hen you think of tidal power, the first spots on the globe that come to mind might include the Bay of Fundy, the Pacific Northwest, the Severn estuary in Wales, the North Sea off the Scotland coastline or maybe the Gulf of Kutch in India.
The bottom of the East River in New York City is probably not one of them.
But earlier this week the Federal Energy Regulatory Commission (FERC) issued its first pilot project license for a tidal energy project to the Roosevelt Island Tidal Energy (RITE) Project.
Owned by Verdant Power, the project uses turbine generator units mounted on the riverbed to capture energy from the tidal flow, currently (pun intended) generating 1,050 kilowatts.
The pilot license issued to Verdant Power is for 10 years, which is also the time elapsed since the RITE Project was initiated in 2002.
"Issuing a pilot license for an innovative technology is a major step in the effort to help our country meet our renewable energy goals," FERC Chairman Jon Wellinghoff said. "FERC's pilot process is doing what it should: allow for exploration of new renewable technologies while protecting the environment."
FERC said it has seen rising interest in the possibility of developing hydrokinetic projects. FERC has issued 100 preliminary permits to study the feasibility of developing a specific project. Another nine entities are in the pre-filing stages of developing license applications, and three entities in addition to RITE have filed license applications (see list below). The RITE application was submitted to FERC in December 2010.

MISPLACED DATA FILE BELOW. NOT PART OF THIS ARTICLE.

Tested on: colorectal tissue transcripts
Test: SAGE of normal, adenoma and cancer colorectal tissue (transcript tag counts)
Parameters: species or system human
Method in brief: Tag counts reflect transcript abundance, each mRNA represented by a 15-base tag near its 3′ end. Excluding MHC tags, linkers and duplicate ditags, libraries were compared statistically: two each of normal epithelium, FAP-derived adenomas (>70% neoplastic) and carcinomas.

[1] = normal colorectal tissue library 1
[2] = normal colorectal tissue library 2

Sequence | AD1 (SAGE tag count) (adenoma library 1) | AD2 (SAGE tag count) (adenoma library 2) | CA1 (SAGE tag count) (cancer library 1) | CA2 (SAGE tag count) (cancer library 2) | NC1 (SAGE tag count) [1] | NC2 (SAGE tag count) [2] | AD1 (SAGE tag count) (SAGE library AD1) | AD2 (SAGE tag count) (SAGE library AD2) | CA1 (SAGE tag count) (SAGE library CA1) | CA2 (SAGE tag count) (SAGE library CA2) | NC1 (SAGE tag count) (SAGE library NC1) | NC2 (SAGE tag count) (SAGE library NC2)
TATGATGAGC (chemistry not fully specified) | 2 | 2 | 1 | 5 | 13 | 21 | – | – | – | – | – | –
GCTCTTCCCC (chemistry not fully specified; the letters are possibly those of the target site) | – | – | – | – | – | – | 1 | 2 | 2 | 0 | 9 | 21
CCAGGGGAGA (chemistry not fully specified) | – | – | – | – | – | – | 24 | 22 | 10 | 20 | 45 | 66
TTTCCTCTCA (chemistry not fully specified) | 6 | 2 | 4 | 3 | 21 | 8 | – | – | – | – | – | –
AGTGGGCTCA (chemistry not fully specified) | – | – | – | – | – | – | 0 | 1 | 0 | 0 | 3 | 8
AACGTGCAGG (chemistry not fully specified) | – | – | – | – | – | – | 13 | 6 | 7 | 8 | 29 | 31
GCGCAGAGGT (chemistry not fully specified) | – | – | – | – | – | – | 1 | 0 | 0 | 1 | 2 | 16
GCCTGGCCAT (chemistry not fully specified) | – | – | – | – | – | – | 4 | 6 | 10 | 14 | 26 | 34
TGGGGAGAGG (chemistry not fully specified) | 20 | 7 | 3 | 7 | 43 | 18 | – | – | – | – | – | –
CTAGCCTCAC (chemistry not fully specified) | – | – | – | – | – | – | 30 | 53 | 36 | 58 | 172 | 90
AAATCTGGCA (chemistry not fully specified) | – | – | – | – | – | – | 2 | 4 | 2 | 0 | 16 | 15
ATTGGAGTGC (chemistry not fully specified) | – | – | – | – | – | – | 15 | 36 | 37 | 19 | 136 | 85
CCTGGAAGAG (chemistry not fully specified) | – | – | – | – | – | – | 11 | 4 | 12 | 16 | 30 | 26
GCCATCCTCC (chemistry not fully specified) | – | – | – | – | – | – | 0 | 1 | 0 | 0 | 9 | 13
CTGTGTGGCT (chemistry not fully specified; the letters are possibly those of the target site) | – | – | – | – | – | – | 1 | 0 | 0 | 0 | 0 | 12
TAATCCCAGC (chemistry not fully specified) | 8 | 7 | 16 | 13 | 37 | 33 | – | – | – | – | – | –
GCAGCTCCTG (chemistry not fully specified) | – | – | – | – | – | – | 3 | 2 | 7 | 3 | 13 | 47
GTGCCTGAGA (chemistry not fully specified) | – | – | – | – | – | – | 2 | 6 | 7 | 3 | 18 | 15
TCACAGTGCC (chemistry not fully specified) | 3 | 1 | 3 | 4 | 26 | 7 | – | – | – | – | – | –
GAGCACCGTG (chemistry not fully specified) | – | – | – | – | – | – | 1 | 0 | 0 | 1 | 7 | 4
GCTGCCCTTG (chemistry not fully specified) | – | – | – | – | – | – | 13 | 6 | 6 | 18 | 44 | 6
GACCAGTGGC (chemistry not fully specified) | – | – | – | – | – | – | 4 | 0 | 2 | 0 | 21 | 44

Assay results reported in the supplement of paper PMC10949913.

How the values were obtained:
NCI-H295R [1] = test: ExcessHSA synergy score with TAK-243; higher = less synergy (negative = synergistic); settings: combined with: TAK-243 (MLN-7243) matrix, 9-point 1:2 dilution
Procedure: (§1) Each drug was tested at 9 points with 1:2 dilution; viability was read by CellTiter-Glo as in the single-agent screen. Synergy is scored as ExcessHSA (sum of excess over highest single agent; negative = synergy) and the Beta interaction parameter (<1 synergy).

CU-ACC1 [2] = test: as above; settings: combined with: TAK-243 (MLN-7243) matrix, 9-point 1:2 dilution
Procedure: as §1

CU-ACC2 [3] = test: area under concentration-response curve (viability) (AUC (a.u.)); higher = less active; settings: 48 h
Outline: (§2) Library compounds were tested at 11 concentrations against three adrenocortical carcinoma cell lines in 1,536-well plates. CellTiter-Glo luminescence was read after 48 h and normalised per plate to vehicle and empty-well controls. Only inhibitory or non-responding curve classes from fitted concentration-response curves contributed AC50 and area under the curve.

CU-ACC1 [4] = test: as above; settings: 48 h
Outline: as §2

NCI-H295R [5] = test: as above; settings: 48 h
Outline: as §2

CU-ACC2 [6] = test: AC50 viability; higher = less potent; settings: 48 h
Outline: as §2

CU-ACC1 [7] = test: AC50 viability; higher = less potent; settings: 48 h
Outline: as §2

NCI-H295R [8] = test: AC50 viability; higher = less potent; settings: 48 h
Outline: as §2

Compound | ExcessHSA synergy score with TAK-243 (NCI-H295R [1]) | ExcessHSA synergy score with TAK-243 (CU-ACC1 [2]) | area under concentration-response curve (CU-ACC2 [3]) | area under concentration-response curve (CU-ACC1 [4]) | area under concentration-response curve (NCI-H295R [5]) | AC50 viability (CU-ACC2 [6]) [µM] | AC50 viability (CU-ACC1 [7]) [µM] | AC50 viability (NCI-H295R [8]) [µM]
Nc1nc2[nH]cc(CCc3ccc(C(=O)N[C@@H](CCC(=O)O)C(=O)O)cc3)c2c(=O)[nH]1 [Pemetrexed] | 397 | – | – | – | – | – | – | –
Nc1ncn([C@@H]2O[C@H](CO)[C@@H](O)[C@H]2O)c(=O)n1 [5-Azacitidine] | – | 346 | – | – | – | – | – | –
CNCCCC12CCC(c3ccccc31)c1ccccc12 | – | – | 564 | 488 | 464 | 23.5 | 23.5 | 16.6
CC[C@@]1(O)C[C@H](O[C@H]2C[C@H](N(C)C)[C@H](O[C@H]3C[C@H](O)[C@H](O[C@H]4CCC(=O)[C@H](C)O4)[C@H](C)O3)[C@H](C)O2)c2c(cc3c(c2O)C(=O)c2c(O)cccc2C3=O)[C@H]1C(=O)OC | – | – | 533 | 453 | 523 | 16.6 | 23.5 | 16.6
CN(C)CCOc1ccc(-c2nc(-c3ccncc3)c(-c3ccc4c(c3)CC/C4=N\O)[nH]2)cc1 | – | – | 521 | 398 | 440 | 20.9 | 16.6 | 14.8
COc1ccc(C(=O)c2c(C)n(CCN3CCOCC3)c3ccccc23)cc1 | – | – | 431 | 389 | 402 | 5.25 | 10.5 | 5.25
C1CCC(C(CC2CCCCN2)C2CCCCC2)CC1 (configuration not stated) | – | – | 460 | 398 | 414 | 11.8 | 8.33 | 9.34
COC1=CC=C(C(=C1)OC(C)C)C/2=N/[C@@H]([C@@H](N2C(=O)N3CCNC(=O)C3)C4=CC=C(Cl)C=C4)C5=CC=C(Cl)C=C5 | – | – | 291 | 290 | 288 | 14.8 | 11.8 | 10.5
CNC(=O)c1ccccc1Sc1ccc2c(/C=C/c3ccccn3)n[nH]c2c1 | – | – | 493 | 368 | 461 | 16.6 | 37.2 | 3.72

Kinetic Energy Spreads
Through its Canadian unit, Verdant also operates the Cornwall Ontario River Energy (CORE) project, which could ultimately generate up to 15 MW from the currents of the St Lawrence River near Cornwall, Ont. That project began in 2007 with a Phase 1 pilot demonstration.
Verdant says the RITE Project is a prime example of how its Free Flow Kinetic Hydropower System can be scaled for placement directly within a population center. The project's demonstration phase ended in 2008, two years after the company installed its first full-scale turbine into the river. Ultimately an array of six turbines was deployed, making it the world's first grid-connected array of tidal turbines.
Among the outcomes, says Verdant:
Trey Taylor of Verdant Power says the two end users were Gristedes Supermarket and the Motorgate, a large parking and maintenance garage run by the Roosevelt Island Operating Corporation (RIOC). Other partners on the project include New York State Energy Research & Development Authority (NYSERDA), New York City Economic Development Corp. and National Grid.
The FERC license will now allow Verdant Power to build out the RITE Project in the East Channel of the East River to a 1-MW, 30-turbine Free Flow System, and to commercially deliver the energy to local customers.
Asked how many other end users are interested, Taylor says by email, "Other interested end users are too many to count, given we are generating clean energy in New York City."
Hydrokinetic Projects Under Review by FERC
|Coos Bay Wave Commercial||Oregon||100 MW|
|Douglas County Wave Commercial||Oregon||3 MW|
|N.Y. East River Tidal Pilot||New York||0.2 MW|
|Cook Inlet Tidal Pilot||Alaska||5 MW|
|Admiralty Inlet Tidal Pilot||Washington||1 MW|
|Mississippi River Projects In-River Commercial||Mississippi River||7,883 MW (70 projects)|
|Muskeget Channel||Massachusetts||5 MW|
|Turnagain Arm Tidal Commercial||Alaska||240 MW|
|Whitestone Poncelet Tidal Pilot||Alaska||0.1 MW|
|Reedsport OPT Wave Park Wave Commercial||Oregon||1.5 MW|
|Tideworks Tidal 5-MW Exemption||Maine||.005 MW|
|Cobscook Bay Tidal Pilot||Maine||0.3 MW|
|Roosevelt Island Tidal Pilot||New York||1.05 MW|